© 2024
Prairie Public NewsRoom
Play Live Radio
Next Up:
0:00 0:00
Available On Air Stations


  • The First Presbyterian Church in Fargo is remarkable for its Scottish Gothic Revival architecture. Lining the sanctuary are numerous stained-glass windows depicting Biblical figures and scenes. The first window, installed in the chancel in 1939, is a bit different from the others. Its symbolic design and personal motifs are in memory of Helen Huntoon and her newborn son.
  • In 1984, Law enforcement searches of illegal gambling operations led to the first statewide grand jury in North Dakota history. The Legislature had passed a law allowing for statewide grand juries in 1977. Six years later, in December 1983, law enforcement officers searched bookmaking operations in Fargo, Grand Forks and Mayville, the culmination of a yearlong investigation.
  • Monuments and tributes to the past are sprinkled throughout North Dakota towns and parks. Many towns have veteran and war memorials. Mandan, Minot and Medora have a statue of President Theodore Roosevelt. Grand Forks has a sculpture commemorating the 1997 Red River Flood. Some towns pay tribute with a local symbol, like Salem Sue in New Salem and Tommy the snowmobiling turtle in Bottineau.
  • On this date in 1925, the Bismarck Tribune reported that a committee examining possible sites for hospitals in the tenth district, which included North Dakota, recommended building a 200-bed facility on Fargo’s north side. The site was intended to care for tuberculosis-infected veterans.
  • In 1938, Dr. George Foster and his wife Irene founded the Fargo Winter Club to boost interest in winter sports and athletics. That year, the group partnered with the WPA to build the Fargo Arena, an arena for local residents to participate in skating and other winter sports in more sheltered conditions.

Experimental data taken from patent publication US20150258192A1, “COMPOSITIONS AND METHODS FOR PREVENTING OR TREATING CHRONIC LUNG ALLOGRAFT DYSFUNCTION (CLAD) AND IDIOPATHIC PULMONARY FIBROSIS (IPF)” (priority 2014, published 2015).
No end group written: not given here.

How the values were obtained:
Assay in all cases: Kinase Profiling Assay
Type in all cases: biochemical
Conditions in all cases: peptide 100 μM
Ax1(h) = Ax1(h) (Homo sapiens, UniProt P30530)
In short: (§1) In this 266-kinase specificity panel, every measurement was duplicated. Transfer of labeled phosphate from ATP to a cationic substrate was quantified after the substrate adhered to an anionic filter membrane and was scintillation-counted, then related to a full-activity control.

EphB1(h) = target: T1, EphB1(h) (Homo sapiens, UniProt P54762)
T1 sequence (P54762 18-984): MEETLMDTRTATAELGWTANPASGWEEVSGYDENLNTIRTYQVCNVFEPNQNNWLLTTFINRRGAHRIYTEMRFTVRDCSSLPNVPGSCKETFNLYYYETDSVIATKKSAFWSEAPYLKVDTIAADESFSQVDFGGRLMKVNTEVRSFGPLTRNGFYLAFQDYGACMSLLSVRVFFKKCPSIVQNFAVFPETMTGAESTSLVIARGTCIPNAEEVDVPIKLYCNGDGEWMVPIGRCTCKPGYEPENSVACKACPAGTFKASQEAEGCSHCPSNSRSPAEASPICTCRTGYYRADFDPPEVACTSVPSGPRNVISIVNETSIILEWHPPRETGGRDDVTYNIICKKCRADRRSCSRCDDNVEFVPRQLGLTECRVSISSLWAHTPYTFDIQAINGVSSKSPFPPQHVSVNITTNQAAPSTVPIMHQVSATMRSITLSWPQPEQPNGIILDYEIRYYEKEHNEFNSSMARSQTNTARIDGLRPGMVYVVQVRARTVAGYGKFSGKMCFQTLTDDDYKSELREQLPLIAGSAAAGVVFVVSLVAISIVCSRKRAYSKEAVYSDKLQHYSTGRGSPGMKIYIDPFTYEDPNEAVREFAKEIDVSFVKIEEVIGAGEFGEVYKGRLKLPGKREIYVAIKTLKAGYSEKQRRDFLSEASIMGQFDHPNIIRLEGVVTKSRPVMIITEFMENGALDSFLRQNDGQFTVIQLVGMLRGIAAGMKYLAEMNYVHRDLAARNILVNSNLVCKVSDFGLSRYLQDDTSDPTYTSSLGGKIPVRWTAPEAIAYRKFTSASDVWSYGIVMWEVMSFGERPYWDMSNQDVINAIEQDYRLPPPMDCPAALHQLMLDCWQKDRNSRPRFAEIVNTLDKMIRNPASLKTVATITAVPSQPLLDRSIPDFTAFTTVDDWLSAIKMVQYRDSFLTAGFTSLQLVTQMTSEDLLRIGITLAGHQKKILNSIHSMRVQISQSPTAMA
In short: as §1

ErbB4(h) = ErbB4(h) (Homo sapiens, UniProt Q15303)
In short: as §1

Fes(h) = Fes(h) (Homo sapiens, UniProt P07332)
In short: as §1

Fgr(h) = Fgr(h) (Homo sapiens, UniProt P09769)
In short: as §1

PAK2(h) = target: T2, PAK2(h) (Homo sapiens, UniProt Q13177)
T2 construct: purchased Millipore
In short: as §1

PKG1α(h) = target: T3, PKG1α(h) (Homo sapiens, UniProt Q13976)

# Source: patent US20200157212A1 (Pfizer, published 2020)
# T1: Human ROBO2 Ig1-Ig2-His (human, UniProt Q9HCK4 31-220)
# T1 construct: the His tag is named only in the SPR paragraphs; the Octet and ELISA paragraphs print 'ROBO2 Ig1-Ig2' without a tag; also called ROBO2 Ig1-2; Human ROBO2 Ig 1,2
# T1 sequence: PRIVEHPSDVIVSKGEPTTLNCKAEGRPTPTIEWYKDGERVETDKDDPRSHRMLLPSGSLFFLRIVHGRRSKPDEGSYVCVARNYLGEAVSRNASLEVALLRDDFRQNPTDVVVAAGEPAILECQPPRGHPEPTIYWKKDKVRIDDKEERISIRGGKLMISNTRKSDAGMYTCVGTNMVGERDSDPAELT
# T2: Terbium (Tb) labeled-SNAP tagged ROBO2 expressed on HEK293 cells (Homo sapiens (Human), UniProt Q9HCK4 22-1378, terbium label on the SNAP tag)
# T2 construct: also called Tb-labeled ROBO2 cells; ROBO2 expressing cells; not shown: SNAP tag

• North Dakota is definitely not in the mainstream of pop culture. Most people’s only reference point to the state is the film “Fargo.” But North Dakota is found in other stories too.
  • The Fargo coffee shop and arts space is looking for a new location after their home of 11 years was leased to a new tenant.
  • Bluegrass finds a North Dakota home in a Norwegian troll-themed bar.
  • The exhibit will be displayed in City Hall's main hallway for the rest of the summer.
  • People all over North Dakota turned out for two former presidential rivals on separate speaking tours in 1920. Republican William Howard Taft had defeated Democrat William Jennings Bryan in the 1908 presidential election, serving as president from 1909 to 1913. It’s unclear why the two came to North Dakota, but their speeches drew thousands of people.